With only days away from the South Carolina primary vote in the
Republican contest for president, the final choice may be approaching
a conclusion much sooner than expected. Former Massachusetts
Governor Mitt Romney seems to be expanding a previously narrow
lead in this state, as the polemical and advertising attacks on him by
most of his rivals do not yet appear to be taking hold. Already, a number
of tough ads, many supporting him, some attacking him and his major
opponents are airing in Florida, but they might be moot exercises if the
long-time frontrunner for the GOP nomination wins big in South
Carolina, thus transforming him from mere frontrunner to presumptive
The final word, of course, will come from actual votes counted, and with
a sizable number of undecided Palmetto State voters, nothing is yet
certain. On the other hand, the early skirmishes among the GOP hopefuls
have clarified some of the basic issues concerning voters and their
attitudes to the conclusion of the election in November.
While Romney is clearly not the first choice of evangelical and socially
conservative voters, he is doing much better with them than predicted in
voting so far. If he wins in very conservative and evangelical South
Carolina, this trend will have been confirmed. If he does not, Romney
remains in the driver's seat in Florida, the first large state primary
where cash and organization is necessary to doing well. (On the other
hand, should Gingrich or Santorum win in South Carolina and Florida,
the momentum in this race could change dramatically.)
The primary criticisms of Romney have been his "flip-flopping" over
conservative issues, and his record as CEO of Bain Capital. A third issue,
his being a Mormon, seems not to be a notable factor, especially in light
of the surprising support he is receiving from some social conservatives
and some evangelicals. While it is clear that Romney took different
positions on abortion and other conservative issues earlier in his political
career, many Republicans seem to be convinced that his now strong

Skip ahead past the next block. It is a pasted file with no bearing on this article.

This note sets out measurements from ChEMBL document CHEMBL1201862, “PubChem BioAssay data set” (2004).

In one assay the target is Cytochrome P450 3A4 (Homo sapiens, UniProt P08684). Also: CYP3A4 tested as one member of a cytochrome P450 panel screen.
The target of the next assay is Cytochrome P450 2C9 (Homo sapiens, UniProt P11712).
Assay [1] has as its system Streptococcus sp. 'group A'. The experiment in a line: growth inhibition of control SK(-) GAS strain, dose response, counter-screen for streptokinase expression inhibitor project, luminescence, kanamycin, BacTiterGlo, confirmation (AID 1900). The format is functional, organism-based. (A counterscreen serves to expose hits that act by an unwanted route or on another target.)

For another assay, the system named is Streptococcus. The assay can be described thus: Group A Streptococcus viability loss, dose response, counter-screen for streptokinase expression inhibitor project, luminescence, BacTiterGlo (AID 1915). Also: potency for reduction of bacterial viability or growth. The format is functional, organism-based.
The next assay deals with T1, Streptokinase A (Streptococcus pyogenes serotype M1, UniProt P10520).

conservative views are what he would take to the Oval Office.
Newt Gingrich and Rick Perry each have tried to make Romney's
stewardship of Bain Capital a liability. This aroused some negative
feedback from economic conservatives, including many who were not
supporting Romney. They contended that these attacks were
"anti-capitalist," and uncomfortably similar to expected attacks from the
Democrats and the Obama campaign. Mr. Gingrich argued that it was
better for Mr. Romney to defend himself now on this issue, rather than to
wait until the end of the campaign in October. An anti-Romney video
featuring the alleged consequences of his Bain stewardship has run in
quite a bit in South Carolina, and seemed to have some effect, but if the
latest polls showing Romney beginning to pull away continue to primary
day, the issue will have turned out not to be as serious as some have
predicted, and may give the Obama second thoughts about using it.
Super Tuesday is soon ahead, and then a number of large northern state
primaries. If the race is to continue much past South Carolina, a very
large amount of cash will be necessary and effective organization will be
necessary to compete in them. Some of Mr. Romney's rivals have cash,
at least for now, but none of them can match him for organization.
Republican voters seem so far deeply troubled by the policies of the
Obama administration, and by the failure of the Congress, including the
GOP-controlled house of representatives, to control spending and to
stop increasing the debt limit. All the Republican candidates are pro-life,
pro-gun and for cutting taxes, views not shared by most Democrats. But
these views may be shared by a majority of independents, and for this
reason, the re-election of President Obama is in trouble.
The Republican majority in the house may have to turn up its political
courage, and finally block further expansion of the debt limit (the next
one has already been requested by the president), and the Republicans,
in both their presidential and congressional campaigns will have to find
a way to successfully expose the numbers game the administration is
playing with the unemployment figures. (Since Mr. Obama has taken
office, his administration has arbitrarily reduced the number of workers
counted as "unemployed," thus conveniently reducing the full impact of
the percentage of Americans who are out of work. Currently, that number
is listed as 8.5 percent, but based on the worker pool counted when Mr.
Obama took office, the real percentage is over 10 percent. In short, Mr.
Obama is "cooking the unemployment books.") The economy
and jobs have clearly emerged as prime issues for 2012, and Republicans
have so far been talking to conservatives who see the world as they do.
Their challenge, with whomever their nominee will be, is to speak
clearly and effectively to independents and disgruntled Democrats on
these and other issues in September and October.
[SPECIAL NOTE: After this was posted, it was reported that former
Utah Governor Jon Huntsman will withdraw from the presidential race
tomorrow morning and endorse Mitt Romney. If this is true, it is likely
to further create momentum for Mr. Romney.]
Copyright (c) 2012 by Barry Casselman
All rights reserved.